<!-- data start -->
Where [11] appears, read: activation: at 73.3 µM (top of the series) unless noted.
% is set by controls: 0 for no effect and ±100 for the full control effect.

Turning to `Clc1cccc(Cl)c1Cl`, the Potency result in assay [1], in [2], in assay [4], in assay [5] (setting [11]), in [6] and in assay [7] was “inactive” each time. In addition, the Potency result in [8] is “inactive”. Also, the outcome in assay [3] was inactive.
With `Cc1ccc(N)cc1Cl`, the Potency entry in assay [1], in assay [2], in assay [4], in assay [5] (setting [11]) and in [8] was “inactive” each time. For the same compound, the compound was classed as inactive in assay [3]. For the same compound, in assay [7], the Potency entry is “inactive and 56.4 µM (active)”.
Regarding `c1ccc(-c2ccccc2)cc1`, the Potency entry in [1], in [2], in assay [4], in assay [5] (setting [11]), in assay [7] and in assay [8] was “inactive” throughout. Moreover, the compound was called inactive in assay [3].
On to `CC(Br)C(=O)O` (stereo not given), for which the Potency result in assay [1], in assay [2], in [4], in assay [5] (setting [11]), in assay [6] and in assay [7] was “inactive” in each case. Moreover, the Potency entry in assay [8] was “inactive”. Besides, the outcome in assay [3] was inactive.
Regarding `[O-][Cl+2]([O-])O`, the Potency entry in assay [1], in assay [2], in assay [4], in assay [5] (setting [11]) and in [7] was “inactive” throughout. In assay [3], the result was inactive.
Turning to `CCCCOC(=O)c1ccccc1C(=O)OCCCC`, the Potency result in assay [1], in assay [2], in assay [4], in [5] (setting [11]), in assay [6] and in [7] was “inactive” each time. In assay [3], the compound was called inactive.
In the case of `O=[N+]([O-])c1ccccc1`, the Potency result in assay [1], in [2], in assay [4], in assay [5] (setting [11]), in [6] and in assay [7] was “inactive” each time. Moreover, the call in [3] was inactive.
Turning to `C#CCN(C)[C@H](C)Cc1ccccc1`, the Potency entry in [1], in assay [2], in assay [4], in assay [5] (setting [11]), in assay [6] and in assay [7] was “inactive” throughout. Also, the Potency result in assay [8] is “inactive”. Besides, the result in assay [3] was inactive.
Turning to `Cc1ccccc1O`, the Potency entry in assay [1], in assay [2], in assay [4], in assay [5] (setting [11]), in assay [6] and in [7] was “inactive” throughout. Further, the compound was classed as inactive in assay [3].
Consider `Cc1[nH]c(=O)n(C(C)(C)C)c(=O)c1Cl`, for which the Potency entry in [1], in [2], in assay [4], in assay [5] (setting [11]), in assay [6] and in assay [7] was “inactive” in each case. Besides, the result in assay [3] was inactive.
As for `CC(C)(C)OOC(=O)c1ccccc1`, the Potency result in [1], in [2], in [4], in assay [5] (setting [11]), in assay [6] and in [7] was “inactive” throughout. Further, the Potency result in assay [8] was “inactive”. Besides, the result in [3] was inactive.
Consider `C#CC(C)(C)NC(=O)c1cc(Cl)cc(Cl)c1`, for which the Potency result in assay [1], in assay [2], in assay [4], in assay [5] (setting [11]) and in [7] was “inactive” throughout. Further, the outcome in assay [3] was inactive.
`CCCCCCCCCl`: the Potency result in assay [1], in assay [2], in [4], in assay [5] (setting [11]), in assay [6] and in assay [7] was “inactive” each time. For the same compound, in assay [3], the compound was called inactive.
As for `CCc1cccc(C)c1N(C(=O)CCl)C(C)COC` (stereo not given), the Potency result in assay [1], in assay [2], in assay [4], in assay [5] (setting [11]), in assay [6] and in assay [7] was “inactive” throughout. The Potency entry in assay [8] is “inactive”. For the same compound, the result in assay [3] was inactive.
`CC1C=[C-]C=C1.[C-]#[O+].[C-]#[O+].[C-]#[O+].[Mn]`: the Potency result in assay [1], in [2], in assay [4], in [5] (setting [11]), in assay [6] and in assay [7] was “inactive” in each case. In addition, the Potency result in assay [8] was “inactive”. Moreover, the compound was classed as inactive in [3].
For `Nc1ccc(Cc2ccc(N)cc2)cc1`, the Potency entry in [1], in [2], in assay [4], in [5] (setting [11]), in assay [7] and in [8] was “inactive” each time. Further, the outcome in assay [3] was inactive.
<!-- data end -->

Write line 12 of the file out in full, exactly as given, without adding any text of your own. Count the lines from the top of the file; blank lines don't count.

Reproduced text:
Consider `Cc1[nH]c(=O)n(C(C)(C)C)c(=O)c1Cl`, for which the Potency entry in [1], in [2], in assay [4], in assay [5] (setting [11]), in assay [6] and in assay [7] was “inactive” in each case. Besides, the result in assay [3] was inactive.